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A mixed method evaluation of a group-based educational programme for CPAP use in patients with obstructive sleep apnea

Authors

  • Anders Broström RN PhD,

    Corresponding author
    1. Associate Professor, School of Health Sciences, Jönköping University, Jönköping, Sweden and Nurse Specialist, Department of Clinical Neurophysiology, Linköping University Hospital, Linköping, Sweden
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  • Bengt Fridlund RNT,

    1. Professor, School of Health Sciences, Jönköping University, Jönköping, Sweden
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  • Martin Ulander MD,

    1. Medical Doctor, Department of Clinical Neurophysiology, Linköping University Hospital, Linköping, Sweden and Doctoral Candidate, Institution of Experimental and Clinical Medicine, Faculty of Health Sciences, Linköping University, Linköping, Sweden.
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  • Ola Sunnergren MD,

    1. Doctoral Candidate, Institution of Experimental and Clinical Medicine, Faculty of Health Sciences, Linköping University, Linköping, Sweden and Medical Doctor, Ear, Nose and Throat Clinic, County Hospital Ryhov, Jönköping, Sweden.
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  • Eva Svanborg MD,

    1. Professor, Department of Clinical Neurophysiology, Linköping University Hospital, Linköping, Sweden and Professor, Institution of Experimental and Clinical Medicine, Faculty of Health Sciences, Linkoping University, Linkoping Sweden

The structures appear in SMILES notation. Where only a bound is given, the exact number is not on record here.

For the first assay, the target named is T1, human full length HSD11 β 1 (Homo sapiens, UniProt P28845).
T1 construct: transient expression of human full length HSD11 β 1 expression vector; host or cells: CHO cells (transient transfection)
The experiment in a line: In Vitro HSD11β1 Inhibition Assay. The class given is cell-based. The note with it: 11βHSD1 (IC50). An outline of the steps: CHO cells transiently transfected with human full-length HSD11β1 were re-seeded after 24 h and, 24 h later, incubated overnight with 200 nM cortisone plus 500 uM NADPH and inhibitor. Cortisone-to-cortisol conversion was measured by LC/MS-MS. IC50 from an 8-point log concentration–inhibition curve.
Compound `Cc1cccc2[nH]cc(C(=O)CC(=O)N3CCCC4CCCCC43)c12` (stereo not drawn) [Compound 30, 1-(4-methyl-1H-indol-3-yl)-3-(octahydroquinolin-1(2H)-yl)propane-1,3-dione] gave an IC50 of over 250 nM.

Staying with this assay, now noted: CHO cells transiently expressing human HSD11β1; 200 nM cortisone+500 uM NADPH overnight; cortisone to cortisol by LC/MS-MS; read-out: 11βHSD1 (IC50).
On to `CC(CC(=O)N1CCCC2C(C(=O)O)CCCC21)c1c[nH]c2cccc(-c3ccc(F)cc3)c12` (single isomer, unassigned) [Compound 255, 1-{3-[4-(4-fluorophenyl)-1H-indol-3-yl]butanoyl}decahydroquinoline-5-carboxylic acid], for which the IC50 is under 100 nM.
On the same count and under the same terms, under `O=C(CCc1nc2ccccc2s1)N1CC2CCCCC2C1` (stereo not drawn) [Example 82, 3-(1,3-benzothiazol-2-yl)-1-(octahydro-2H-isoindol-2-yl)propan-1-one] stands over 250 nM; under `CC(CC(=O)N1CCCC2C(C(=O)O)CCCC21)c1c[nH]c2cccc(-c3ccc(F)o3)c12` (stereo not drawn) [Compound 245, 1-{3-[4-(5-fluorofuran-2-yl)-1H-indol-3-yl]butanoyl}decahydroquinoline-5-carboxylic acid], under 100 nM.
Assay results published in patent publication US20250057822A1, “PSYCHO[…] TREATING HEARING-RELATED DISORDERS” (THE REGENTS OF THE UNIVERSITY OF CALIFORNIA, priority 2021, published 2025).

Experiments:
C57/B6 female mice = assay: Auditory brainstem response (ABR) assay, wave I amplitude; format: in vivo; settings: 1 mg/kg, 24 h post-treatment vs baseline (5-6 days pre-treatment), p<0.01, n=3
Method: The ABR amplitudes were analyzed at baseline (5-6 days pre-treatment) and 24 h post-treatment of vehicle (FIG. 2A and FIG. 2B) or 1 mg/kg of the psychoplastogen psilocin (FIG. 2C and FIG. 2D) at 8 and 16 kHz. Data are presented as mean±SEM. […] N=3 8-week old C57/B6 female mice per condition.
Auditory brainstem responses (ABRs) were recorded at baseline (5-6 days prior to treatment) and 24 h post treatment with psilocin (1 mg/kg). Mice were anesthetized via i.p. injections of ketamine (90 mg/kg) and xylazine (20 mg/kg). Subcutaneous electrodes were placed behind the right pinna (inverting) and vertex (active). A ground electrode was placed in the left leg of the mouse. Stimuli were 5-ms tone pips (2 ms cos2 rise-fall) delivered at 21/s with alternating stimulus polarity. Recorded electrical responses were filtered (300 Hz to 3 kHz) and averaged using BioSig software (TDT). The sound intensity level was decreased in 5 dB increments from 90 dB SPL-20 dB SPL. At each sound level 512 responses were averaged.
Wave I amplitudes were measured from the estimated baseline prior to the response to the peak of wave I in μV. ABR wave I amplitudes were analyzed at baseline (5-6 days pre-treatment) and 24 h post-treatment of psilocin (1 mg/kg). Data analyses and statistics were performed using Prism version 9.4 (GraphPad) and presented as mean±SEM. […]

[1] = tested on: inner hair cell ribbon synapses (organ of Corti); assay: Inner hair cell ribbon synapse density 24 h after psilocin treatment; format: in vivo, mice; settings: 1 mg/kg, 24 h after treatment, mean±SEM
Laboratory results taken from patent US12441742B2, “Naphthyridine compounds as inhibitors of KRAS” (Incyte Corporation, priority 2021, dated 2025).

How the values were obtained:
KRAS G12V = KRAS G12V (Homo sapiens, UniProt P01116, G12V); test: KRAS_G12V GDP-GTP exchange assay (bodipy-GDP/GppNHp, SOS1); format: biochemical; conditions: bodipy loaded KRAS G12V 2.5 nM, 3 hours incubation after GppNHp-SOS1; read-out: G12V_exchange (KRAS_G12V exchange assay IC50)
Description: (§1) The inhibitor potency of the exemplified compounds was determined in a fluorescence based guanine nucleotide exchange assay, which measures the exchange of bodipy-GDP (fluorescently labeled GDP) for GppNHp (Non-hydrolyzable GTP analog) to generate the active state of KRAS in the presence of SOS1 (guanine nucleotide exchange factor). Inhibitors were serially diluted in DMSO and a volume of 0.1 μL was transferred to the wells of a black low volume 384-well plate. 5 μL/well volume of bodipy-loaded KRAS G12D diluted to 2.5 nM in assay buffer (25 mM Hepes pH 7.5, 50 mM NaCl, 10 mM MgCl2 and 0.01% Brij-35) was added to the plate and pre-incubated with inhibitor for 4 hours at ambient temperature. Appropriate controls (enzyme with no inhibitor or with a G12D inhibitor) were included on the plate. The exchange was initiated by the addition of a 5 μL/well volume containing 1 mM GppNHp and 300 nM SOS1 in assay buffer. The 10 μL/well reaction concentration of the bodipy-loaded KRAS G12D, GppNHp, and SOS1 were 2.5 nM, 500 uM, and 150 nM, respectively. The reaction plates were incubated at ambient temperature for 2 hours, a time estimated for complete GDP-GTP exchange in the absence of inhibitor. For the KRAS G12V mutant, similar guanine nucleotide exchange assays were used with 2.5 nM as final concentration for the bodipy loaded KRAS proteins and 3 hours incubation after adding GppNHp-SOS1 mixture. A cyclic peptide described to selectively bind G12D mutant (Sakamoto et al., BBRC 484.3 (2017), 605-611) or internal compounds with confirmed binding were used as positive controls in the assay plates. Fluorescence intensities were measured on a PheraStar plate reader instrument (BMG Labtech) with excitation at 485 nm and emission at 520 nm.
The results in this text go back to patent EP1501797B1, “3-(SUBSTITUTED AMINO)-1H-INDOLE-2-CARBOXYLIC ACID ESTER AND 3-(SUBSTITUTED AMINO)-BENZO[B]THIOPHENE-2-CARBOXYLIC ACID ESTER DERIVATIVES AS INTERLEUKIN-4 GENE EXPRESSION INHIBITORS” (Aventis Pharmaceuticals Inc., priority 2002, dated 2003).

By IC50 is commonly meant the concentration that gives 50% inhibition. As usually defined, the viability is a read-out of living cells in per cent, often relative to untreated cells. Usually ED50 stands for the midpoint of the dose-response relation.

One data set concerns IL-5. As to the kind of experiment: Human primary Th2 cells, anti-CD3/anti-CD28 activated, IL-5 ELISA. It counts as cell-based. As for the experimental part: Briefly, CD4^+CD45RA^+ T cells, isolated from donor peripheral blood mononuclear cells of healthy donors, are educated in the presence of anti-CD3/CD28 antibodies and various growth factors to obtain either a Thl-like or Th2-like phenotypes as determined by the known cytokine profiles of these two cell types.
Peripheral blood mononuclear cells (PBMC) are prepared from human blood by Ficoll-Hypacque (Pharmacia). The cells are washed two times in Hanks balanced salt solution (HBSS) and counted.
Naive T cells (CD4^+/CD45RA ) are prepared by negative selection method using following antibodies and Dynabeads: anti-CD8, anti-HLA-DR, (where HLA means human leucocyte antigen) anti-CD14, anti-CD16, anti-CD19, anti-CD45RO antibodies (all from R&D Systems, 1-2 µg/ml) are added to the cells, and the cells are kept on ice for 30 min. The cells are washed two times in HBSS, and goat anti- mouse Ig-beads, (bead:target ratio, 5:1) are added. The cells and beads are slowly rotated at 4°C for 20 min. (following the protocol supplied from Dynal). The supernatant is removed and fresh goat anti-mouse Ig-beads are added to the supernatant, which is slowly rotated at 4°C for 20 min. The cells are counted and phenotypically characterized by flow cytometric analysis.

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  • Per Nilsen PhD

    1. Associate Professor, Division of Social Medicine and Public Health Science, Faculty of Health Sciences, Department of Health and Society, Linköping University, Linköping, Sweden.
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Mr Anders Broström, Department of Clinical Neurophysiology, Linköping University Hospital, S-581 85 Linköping, Sweden, E-mail: anders.brostrom@hhj.hj.se

Abstract

Rationale, aims and objectives  Continuous positive airway pressure (CPAP) treatment of obstructive sleep apnea (OSA) has a low long-term adherence. Educational interventions are few and sparsely described regarding content, pedagogical approach and participants' perceptions. The aim was to describe adherence to CPAP treatment, knowledge about OSA/CPAP, as well as OSA patients' perceptions of participating in a group-based programme using problem-based learning (PBL) for CPAP initiation.

Educational programme  The PBL programme incorporated elements from theories and models concerning motivation and habits. Tutorial groups consisting of four to eight patients met at six sessions during 6 months.

Methods  A sequential explanatory mixed method design was used on 25 strategically selected patients. Quantitative data regarding, clinical variables, OSA severity, CPAP use, and knowledge were collected at baseline, after 2 weeks and 6 months. Qualitative data regarding patients' perceptions of participation were collected after 6 months by semi-structured interviews using a phenomenographic approach.

Results  72% of the patients were adherent to CPAP treatment after 2 weeks and 6 months. All patients improved their baseline knowledge about OSA and CPAP after 2 weeks and sustained it after 6 months. Anxiety and fear, as well as difficulties and needs were motivational factors for participation. Patients described the difficulties of behavioural change, an awareness that improvements do not occur immediately, a realization of the importance of both technical and emotional support and the need for a healthier lifestyle.

Conclusion and practice implications  A group-based programme using PBL seems to facilitate adaptive and developmental learning and result in acceptable CPAP adherence levels.

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